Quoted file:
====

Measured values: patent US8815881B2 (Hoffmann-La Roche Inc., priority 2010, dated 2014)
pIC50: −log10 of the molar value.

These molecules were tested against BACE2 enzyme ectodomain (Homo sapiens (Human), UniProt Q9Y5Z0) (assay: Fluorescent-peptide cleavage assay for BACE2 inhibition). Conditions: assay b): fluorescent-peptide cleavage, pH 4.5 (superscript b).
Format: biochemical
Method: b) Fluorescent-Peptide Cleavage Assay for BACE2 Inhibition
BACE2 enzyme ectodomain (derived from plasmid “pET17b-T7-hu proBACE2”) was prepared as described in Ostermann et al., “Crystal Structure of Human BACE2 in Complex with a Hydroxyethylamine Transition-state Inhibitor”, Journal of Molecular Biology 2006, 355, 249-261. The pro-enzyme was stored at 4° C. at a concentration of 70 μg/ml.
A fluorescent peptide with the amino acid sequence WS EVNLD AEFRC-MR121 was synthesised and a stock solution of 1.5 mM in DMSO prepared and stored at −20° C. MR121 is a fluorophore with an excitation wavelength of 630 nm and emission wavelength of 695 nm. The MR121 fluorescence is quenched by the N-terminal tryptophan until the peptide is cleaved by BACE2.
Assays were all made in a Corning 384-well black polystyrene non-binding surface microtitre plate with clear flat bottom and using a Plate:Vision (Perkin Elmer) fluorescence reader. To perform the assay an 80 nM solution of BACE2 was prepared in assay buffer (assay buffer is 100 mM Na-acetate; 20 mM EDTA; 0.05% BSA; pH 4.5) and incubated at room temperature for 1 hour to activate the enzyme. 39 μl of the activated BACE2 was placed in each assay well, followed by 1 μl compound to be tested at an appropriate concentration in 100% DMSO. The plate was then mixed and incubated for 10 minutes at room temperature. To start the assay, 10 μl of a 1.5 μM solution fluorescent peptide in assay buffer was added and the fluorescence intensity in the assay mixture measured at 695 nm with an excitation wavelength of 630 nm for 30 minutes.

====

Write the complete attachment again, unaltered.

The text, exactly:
Measured values: patent US8815881B2 (Hoffmann-La Roche Inc., priority 2010, dated 2014)
pIC50: −log10 of the molar value.

These molecules were tested against BACE2 enzyme ectodomain (Homo sapiens (Human), UniProt Q9Y5Z0) (assay: Fluorescent-peptide cleavage assay for BACE2 inhibition). Conditions: assay b): fluorescent-peptide cleavage, pH 4.5 (superscript b).
Format: biochemical
Method: b) Fluorescent-Peptide Cleavage Assay for BACE2 Inhibition
BACE2 enzyme ectodomain (derived from plasmid “pET17b-T7-hu proBACE2”) was prepared as described in Ostermann et al., “Crystal Structure of Human BACE2 in Complex with a Hydroxyethylamine Transition-state Inhibitor”, Journal of Molecular Biology 2006, 355, 249-261. The pro-enzyme was stored at 4° C. at a concentration of 70 μg/ml.
A fluorescent peptide with the amino acid sequence WS EVNLD AEFRC-MR121 was synthesised and a stock solution of 1.5 mM in DMSO prepared and stored at −20° C. MR121 is a fluorophore with an excitation wavelength of 630 nm and emission wavelength of 695 nm. The MR121 fluorescence is quenched by the N-terminal tryptophan until the peptide is cleaved by BACE2.
Assays were all made in a Corning 384-well black polystyrene non-binding surface microtitre plate with clear flat bottom and using a Plate:Vision (Perkin Elmer) fluorescence reader. To perform the assay an 80 nM solution of BACE2 was prepared in assay buffer (assay buffer is 100 mM Na-acetate; 20 mM EDTA; 0.05% BSA; pH 4.5) and incubated at room temperature for 1 hour to activate the enzyme. 39 μl of the activated BACE2 was placed in each assay well, followed by 1 μl compound to be tested at an appropriate concentration in 100% DMSO. The plate was then mixed and incubated for 10 minutes at room temperature. To start the assay, 10 μl of a 1.5 μM solution fluorescent peptide in assay buffer was added and the fluorescence intensity in the assay mixture measured at 695 nm with an excitation wavelength of 630 nm for 30 minutes.